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Rupi Rising: In Defense of (Shamelessly) Loving Instagram Poetry

October 17th, 2017     by Tita Kyrtsakas     Comments

Courtesy of

To be
to be

The poem above is from Rupi Kaur’s milk and honey, her debut book, self-published in 2014. The Canadian writer, a graduate of the University of Waterloo, who shares much of her work on social media, is regularly re-Tweeted, re-Pinned, Instagrammed, and shared on Facebook. Her Instagram has over one million followers and her book has been translated into over thirty languages. Her second book, the sun and her flowers, was released on October 3rd and her book tour is already sold out.

After a number of conversations with colleagues, friends, and family, and reviewing online comments, I find that people either adore Kaur’s minimalist style of art or they shake with disapproval. The latter seem to express a similar attitude: this type of writing isn’t “real” poetry, or “I could write that,” or it’s already been done/said. In school, you may have learned about haiku and rhyme pattern, imagery and alliteration. These can be important for understanding poetry’s structure, or for an introduction to what poetry has been in the past. But I’d like to consider: how do we define poetry? Mark Zarich of The Atlantic asks:

But seriously, isn’t a poem a home for deep feelings, stunning images, beautiful lyricism, tender reflections, and/or biting wit?

I believe Zarich answers his own question here: a poem is a home for any of those above characteristics. Kaur’s poem above is a tender reflection. Many Instagram poems are minimalist, tiny enough to screenshot and share on a variety of platforms. They reflect the times, like most writing does. We now have the world at our fingertips 24/7. We like information fast and brief. In a 140-character society, many different magazines and journals tout this type of poetry.

Teen Vogue promotes Instagram poets, and you can find Kaur in the poetry section of your local bookstore. r. h. Sin, who has been labeled as an Instagram poet by Sheila Marikar of The New Yorker, occupies this bookshelf also. In the same section you can find Walt Whitman’s Leaves of Grass and Pablo Neruda’s Love Poems. Each writer offers a different kind of poetry; each is important in its own way.

But I wasn’t always this open-minded.

During my first undergraduate English class, my professor passed around William Carlos Williams’ poem “This is just To Say.”

I have eaten
the plums
that were in
the icebox

and which
you were probably
for breakfast

Forgive me
they were delicious
so sweet
and so cold

As an 18-year-old I read it, laughed, and found my classmates just as baffled. I thought poetry needed form, rhyme, and even if free verse, poetry needed to fit my traditional mental construction brought to me by the likes of Shakespeare and Keats. It took me years to accept Williams’ “This is Just to Say” as a poem; it was only when I understood the piece as part of a greater movement, Imagist poetry, that I could accept its form. Imagist poetry is almost like the grandfather to Instagram poets, who are now creating concise and prose-like poems similar to their predecessors, but not tied to its specific rules.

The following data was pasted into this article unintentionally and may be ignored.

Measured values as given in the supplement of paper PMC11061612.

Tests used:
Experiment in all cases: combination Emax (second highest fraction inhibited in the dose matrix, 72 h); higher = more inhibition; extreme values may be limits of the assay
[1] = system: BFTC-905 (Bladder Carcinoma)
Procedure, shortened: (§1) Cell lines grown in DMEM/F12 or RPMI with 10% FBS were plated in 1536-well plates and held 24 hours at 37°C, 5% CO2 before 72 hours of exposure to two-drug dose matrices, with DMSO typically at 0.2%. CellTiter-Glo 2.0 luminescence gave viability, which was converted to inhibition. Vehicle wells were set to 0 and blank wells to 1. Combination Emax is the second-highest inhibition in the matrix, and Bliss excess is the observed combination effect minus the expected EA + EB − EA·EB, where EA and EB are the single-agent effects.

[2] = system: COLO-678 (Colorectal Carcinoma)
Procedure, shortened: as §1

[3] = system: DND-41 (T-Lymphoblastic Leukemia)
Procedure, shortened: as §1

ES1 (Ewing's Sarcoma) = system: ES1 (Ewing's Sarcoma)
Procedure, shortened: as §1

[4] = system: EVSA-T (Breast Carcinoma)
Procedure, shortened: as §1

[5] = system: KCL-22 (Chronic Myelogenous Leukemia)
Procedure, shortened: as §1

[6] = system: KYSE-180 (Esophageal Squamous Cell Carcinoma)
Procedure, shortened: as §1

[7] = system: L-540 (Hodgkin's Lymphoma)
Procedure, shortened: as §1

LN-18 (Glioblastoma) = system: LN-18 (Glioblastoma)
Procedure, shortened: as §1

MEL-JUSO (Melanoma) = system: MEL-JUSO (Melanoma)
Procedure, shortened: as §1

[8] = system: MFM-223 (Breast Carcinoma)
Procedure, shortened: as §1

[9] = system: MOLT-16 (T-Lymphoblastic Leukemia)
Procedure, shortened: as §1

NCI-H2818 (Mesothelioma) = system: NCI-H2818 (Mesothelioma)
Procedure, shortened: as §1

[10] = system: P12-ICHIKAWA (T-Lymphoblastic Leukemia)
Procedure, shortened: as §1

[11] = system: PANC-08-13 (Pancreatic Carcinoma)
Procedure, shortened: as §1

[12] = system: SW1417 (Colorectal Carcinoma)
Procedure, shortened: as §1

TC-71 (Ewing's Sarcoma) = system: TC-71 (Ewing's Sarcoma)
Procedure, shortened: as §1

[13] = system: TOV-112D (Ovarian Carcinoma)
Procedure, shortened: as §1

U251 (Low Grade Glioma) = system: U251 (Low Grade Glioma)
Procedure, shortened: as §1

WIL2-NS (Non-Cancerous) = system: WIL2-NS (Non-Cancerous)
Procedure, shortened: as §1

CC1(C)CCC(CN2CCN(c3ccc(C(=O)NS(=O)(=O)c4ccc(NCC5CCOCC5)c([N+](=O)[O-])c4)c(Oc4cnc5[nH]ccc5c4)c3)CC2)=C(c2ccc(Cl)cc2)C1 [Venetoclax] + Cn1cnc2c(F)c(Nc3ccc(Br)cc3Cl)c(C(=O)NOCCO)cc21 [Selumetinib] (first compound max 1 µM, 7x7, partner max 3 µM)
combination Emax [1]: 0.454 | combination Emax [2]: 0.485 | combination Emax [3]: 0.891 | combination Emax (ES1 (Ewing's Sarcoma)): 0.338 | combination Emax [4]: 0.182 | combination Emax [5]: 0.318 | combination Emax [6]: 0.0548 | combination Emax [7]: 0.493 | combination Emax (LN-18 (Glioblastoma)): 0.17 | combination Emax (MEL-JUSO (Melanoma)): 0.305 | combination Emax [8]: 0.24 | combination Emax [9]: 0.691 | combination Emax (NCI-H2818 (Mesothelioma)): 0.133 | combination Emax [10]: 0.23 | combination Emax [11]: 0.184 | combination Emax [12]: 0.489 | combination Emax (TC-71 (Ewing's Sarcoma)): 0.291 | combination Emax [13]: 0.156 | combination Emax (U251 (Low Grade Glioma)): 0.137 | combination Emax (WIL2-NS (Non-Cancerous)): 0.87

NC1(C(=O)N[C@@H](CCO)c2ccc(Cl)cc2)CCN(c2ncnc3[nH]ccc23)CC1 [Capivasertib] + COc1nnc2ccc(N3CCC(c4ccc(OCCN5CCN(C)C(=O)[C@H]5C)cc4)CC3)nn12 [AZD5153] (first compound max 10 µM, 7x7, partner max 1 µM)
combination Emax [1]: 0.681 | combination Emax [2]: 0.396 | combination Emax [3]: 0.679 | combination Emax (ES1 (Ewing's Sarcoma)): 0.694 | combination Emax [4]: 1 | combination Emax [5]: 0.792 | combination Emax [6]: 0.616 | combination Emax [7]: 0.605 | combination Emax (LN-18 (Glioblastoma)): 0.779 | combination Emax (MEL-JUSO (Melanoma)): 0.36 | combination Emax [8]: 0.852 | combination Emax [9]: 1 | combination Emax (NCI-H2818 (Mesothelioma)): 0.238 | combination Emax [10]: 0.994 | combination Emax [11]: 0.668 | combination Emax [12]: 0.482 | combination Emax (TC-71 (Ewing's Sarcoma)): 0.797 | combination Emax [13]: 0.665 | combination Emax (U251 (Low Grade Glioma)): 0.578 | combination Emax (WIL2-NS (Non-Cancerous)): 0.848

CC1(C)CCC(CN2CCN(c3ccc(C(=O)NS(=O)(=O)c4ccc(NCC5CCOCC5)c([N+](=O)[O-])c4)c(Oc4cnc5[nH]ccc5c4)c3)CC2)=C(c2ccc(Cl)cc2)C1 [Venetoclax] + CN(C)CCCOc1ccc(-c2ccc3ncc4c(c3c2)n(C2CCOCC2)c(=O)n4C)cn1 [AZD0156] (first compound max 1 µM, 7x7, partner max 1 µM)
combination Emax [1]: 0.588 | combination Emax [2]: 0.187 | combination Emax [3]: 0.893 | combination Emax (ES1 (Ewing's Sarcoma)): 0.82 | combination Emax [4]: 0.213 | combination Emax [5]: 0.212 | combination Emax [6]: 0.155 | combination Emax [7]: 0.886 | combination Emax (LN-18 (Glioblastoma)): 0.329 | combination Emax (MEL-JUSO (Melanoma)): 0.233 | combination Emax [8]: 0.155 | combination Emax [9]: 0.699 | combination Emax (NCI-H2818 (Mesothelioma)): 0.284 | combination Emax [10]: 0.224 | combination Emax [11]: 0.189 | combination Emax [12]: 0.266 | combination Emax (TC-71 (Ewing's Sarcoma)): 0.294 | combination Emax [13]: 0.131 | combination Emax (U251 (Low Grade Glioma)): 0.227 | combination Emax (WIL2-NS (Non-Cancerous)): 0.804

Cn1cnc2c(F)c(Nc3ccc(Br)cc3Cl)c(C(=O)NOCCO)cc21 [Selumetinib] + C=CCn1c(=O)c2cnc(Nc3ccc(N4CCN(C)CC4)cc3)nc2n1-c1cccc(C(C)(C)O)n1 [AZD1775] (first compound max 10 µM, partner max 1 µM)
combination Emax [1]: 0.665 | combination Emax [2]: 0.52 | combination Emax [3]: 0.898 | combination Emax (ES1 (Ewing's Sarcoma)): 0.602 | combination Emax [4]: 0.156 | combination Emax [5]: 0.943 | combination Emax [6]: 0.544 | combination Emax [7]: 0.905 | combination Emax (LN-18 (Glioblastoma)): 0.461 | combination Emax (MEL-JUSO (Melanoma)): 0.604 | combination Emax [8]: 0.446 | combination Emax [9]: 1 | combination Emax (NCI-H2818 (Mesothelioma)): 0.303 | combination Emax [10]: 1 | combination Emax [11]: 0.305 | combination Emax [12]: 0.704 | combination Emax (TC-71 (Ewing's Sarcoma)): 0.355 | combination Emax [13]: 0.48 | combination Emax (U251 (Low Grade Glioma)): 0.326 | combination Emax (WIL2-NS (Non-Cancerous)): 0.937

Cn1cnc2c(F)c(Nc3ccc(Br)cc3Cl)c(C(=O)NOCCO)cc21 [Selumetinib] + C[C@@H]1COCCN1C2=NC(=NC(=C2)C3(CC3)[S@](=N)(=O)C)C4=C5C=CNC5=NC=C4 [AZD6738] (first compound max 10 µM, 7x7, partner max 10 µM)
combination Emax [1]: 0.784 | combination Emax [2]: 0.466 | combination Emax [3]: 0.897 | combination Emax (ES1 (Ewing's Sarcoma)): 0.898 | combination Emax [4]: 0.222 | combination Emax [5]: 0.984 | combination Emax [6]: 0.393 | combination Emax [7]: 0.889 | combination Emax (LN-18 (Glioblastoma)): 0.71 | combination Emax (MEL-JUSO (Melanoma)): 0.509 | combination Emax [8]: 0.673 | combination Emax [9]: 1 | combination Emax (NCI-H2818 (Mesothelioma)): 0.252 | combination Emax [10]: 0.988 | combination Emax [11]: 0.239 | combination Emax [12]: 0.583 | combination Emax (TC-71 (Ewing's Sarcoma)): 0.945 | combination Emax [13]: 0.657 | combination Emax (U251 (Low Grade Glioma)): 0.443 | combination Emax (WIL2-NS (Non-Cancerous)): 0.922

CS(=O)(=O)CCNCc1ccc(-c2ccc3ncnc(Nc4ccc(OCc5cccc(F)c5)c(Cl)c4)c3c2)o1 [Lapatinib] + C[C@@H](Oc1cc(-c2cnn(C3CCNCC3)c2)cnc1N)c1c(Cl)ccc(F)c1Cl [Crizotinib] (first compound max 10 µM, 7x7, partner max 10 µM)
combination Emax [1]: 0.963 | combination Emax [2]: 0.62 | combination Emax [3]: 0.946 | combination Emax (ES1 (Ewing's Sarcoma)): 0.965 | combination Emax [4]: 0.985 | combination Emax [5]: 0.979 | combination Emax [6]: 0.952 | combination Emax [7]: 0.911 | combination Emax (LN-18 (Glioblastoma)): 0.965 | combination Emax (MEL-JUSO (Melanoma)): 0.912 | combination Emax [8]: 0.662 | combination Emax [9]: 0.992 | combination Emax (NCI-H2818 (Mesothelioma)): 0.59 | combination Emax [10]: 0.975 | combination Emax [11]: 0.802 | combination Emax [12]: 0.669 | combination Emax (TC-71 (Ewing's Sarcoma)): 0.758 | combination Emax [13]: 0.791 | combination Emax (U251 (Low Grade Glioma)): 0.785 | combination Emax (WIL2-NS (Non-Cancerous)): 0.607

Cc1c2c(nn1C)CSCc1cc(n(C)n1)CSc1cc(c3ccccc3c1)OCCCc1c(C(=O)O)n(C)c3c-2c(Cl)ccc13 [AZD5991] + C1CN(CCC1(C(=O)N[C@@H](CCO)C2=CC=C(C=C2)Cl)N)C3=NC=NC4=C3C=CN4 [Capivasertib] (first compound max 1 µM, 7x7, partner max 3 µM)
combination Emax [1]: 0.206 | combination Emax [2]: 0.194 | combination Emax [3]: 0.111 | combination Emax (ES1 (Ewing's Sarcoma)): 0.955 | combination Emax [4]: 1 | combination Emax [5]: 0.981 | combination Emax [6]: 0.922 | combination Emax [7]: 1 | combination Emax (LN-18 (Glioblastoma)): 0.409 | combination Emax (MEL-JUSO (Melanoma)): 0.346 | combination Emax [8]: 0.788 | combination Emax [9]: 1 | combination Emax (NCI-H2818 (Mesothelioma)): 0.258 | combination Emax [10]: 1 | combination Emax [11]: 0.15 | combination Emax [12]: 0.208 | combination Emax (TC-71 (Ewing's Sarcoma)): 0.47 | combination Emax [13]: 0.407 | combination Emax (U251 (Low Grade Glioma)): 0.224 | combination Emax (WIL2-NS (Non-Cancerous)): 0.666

Kaur’s poems are mostly one page. They don’t take too much time to read or comprehend. They live on the threshold of the poetic and the prosaic. They are sometimes flowery, more often didactic, which has led to critiques like this one that argue that Kaur’s attempts to speak for all of Eastern trauma has led for her to produce disingenuous work. There have also been accusations that she has plagiarized from other poets, like Nayyirah Waheed. With the release of the sun and her flowers, readers will have the opportunity to see if her poetry has grown.

In her new foreword to milk and honey, Rupi writes that she was “naïve” when she wrote her first book, and that this work was her way of grieving. Perhaps her use of the “you” in many of her pieces was her speaking to herself; perhaps she was attempting to include women to create a collective experience (of course, this has its limitations because universality is arguable). What I gleaned from her work is that whoever you are, you shouldn’t be ashamed of heartbreak or pain or needing to express yourself. With her first book, poetry was the vehicle of her heartbreak that eventually brought her to a place of healing.

What milk and honey does is give a great entry point into poetry and conversations about the art form. How fascinating to read a few lines and to think, “Yes, this speaks to me” or “I didn’t know someone else feels this way” or “This doesn’t work for me.” Kaur has a number of talented contemporaries—Yrsa Daly-Ward, r.h. Sin, r.m drake and so on—who also offer moments of pause, reflection, and consideration in just a few lines. Maybe you like it, maybe you don’t. But perhaps reading Kaur and following other Instagram poets will act as a gateway to other forms of poetry and enable an appreciation for a range of writing.

If Kaur’s poetry is what you need, to weep through heartbreak or to find solace in the words of a survivor of sexual assault, then do not be ashamed to read her. When I first read her work, I found comfort in the presentation of her words during a time when I needed to be rooted back to modest adages. Some poems I could not wholly relate to because I am not a woman of colour; however, I still found these to be illuminating and thought provoking.

Find writing that brings you joy or peace. Embrace what challenges you. Be shameless in reading whatever you crave.

Poetry is whatever you need it to be.

Tags: art

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